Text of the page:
 Lexical representation formats with and without voice
output
 High-tech multi- media system that supports
reminiscence interactions
Paper #2: Binger & Light, 2008
The morphology and syntax of individuals who use AAC:
Research review and implications for effective practice,
Binger & Light, 2008, Augmentative and Alternative
Communication.
 A research review of 31 studies pertaining to the morphology
and syntax of individuals who use AAC and who had severe
speech and physical impairments (SSPI)
Introduction
 Developing grammar skills is a complex part of language
development for individuals who use augmentative and
alternative communication (AAC)
 These individuals, many of whom have severe speech and
physical impairments (SSPI), rely on AAC devices that
typically contain graphic symbols (e.g., line drawings,
photo- graphs) and/or traditional orthography.
 Many individuals who use aided AAC appear to have
difficulty mastering grammar skills
Paper Goals
 (a) To provide a systematic, comprehensive review of
the literature pertaining to the morphology and syntax
of individuals with SSPI
 (b) To discuss the implications of these findings.
Criteria for Inclusion and Exclusion of
Studies
 (a) primary research studies published between 1985 and
2006 (journals and book chapters)
 (b) studies that reported data pertaining to morphology
and/or syntax
 (c) studies that included either individuals who had
congenital SSPI or who did not have disabilities but used
aided AAC systems for research purposes.
 Morphology: the ‘aspect of language concerned with rules
governing change in meaning at the intraword level
 Syntax: ‘organizational rules specifying word order,
sentence organization, and word relationships’
Review Parameters
 Age and number of participants
 Disability type
 Research design
 Language and/or cognitive functioning
 Type of AAC system(s) utilized
 Aided AAC access methods
 Results of the study.
Receptive Grammar
Global measures of receptive grammar
 Eight studies were conducted and involved 62 different
individuals with SSPI
 Some individuals received receptive grammar scores within the
average range for their chronological ages
 No consistent differences were found between the participants
who appeared to be on target with receptive morphology and
syntax skills versus those who struggled with these skills with
respect to the age of participants, developmental level of
participants, AAC systems used, or degree of residual speech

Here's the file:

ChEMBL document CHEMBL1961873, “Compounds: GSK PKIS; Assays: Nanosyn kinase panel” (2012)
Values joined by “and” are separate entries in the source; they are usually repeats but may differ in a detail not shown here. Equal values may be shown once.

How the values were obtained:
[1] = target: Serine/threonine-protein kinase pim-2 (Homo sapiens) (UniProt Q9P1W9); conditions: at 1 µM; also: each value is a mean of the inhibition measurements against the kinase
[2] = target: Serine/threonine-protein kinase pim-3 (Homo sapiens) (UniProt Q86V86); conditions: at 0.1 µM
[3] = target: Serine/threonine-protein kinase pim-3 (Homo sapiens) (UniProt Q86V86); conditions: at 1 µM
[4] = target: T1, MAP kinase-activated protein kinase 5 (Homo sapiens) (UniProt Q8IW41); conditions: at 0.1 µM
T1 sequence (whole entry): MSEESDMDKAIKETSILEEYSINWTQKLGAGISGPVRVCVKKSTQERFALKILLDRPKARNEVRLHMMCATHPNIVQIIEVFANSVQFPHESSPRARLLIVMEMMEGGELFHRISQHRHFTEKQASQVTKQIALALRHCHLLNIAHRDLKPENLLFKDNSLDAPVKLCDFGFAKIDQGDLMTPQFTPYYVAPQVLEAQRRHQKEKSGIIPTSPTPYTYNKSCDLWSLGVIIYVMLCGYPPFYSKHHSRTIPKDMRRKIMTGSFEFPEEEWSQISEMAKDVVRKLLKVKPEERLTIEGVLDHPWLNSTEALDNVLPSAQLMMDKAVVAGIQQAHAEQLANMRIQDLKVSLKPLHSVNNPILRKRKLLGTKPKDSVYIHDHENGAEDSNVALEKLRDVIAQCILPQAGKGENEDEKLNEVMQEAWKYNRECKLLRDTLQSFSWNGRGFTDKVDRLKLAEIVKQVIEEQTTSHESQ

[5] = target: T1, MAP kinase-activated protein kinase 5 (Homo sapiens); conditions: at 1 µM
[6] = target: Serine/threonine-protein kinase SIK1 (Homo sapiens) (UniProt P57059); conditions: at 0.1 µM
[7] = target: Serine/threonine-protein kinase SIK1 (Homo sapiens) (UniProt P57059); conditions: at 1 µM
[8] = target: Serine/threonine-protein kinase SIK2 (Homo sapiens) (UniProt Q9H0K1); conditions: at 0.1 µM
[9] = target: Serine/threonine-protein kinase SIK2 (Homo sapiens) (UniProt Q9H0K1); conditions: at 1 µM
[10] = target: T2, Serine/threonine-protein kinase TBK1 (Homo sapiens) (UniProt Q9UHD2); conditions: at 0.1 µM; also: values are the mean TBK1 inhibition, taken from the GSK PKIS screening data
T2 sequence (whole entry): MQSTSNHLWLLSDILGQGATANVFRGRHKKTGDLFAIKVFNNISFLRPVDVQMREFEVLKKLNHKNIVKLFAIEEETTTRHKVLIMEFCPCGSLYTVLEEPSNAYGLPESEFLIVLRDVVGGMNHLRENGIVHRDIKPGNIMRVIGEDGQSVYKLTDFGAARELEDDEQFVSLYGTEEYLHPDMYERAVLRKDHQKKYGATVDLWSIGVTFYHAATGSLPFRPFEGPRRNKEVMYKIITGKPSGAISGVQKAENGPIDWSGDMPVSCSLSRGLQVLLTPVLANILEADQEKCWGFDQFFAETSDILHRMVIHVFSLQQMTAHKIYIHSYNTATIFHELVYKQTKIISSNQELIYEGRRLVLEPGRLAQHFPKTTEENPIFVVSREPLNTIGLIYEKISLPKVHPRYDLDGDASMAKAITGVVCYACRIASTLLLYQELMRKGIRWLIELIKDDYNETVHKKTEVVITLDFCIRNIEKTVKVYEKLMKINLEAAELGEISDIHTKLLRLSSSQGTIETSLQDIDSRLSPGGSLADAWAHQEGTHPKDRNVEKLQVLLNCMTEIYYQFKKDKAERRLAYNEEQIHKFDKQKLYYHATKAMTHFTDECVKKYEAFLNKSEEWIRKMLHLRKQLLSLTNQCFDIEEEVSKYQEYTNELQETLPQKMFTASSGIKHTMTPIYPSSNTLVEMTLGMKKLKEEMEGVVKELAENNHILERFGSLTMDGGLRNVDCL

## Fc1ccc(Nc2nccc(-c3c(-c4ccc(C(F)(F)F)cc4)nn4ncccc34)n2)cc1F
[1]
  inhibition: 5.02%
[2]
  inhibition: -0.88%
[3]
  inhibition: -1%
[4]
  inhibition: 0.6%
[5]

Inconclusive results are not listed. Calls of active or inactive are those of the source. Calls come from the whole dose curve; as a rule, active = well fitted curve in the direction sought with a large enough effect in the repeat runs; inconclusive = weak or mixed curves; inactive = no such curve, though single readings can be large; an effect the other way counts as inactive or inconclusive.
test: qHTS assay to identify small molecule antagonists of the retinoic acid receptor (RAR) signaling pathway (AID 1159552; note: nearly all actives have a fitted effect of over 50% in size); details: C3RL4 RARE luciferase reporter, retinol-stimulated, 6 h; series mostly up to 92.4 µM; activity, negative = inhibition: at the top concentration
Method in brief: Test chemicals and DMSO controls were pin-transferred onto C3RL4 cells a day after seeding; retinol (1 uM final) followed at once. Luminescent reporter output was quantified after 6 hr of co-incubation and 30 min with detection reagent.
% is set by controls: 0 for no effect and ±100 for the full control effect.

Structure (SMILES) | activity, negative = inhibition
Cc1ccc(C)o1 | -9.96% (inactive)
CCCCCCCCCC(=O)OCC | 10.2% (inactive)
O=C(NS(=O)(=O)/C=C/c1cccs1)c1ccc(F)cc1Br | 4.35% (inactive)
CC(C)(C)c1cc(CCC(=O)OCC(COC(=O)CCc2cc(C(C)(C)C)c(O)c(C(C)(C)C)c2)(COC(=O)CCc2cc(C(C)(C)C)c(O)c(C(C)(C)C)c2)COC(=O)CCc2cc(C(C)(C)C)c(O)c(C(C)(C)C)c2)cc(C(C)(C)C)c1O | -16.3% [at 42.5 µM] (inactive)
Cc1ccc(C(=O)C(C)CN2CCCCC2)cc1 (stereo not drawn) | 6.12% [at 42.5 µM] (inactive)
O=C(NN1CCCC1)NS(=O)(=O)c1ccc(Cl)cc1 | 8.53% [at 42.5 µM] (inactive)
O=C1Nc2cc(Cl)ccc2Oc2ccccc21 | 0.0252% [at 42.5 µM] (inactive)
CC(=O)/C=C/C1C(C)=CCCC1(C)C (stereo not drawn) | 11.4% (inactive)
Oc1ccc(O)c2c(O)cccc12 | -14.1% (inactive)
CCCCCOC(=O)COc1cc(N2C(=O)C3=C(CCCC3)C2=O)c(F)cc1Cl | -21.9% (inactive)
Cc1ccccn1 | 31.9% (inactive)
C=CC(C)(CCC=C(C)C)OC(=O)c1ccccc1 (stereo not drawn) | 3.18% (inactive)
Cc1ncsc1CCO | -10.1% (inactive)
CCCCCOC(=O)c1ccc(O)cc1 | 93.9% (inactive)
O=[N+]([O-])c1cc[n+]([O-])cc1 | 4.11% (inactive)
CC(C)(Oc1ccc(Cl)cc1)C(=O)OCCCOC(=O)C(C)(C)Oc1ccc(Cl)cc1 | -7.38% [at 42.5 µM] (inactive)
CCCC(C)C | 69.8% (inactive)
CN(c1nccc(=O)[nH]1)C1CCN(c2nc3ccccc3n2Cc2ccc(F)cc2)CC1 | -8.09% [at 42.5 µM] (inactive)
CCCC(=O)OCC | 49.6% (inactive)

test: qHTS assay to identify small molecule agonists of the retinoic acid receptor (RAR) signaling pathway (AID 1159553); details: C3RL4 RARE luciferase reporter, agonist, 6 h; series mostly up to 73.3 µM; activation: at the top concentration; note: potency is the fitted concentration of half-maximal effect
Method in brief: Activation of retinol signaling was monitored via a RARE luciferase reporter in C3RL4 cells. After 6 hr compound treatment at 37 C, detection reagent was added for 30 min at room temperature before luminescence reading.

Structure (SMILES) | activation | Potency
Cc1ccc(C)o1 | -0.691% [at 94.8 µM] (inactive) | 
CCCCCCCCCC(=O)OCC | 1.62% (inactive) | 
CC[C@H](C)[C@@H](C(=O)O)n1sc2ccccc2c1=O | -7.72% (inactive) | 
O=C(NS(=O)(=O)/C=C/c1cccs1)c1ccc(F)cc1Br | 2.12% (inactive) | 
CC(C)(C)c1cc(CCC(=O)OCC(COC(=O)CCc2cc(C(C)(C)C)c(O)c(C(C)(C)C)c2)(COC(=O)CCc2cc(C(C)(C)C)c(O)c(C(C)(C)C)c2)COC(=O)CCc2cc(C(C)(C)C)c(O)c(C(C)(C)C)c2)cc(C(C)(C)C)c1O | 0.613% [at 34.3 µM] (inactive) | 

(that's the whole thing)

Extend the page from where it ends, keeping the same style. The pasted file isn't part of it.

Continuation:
 Global measures 
Receptive morphology
 19 children with SSPI (age range 4–17 years)
 Blockberger & Johnston, (2003): children who used AAC
had statistically significantly greater difficulty with the
three bound morphemes tested (past tense verbs,
possessive’s, and third person singular –s)
 Redmond and Johnston’s (2001): 3 children also
demonstrated difficulties detecting regular past tense verb
errors. However, they performed better with other
grammatical markers, including aspectual –ing, subject–
verb agreement, and irregular past tense verbs.
Tools and tasks used to assess receptive
morphology
Receptive syntax
 Two studies
 The young adults in Lund (2001) had difficulty with
possessives and embedded clauses.
 Most performed well on items assessing prepositions,
negatives, interrogatives, and coordinating conjunctions.
Tools and tasks used to assess receptive
syntax
Expressive Grammar
 Global measures of expressive grammar: Length of messages
 Young individuals predominantly produced single-word (or very
brief) messages when they used picture-based AAC systems.
 Some individuals who use aided AAC systems produce
utterances containing more than one or two symbols
 The need to include grammatical markers on AAC devices.
Expressive morphology
 Six studies included a total of 25 individuals
 Many individuals who use AAC can and do express a wide range
of morphemes but many individuals demonstrate morphological
errors
 Kelford Smith et al. (1989)
 One participant demonstrated at least 90% accuracy for each
morpheme type,
 Two others were below 90% for all but one morpheme type.
Expressive syntax
Range and complexity of syntactic structures
 Kelford Smith et al. (1989) 6 individuals used complex and/or
compound sentences
 Only two of the participants relied primarily on simple sentence
structures
 For complex sentences, accuracy levels were all at or above 80%
 Only one participant obtained 100% accuracy for compound
sentences; the remainder ranged from 6 to 91%.
 In some other studies: the production of grammatically complete
simple sentences ranged from 0 to 98%
 Overall, the expressive syntax findings revealed that many
individuals were capable of producing a wide range of syntactic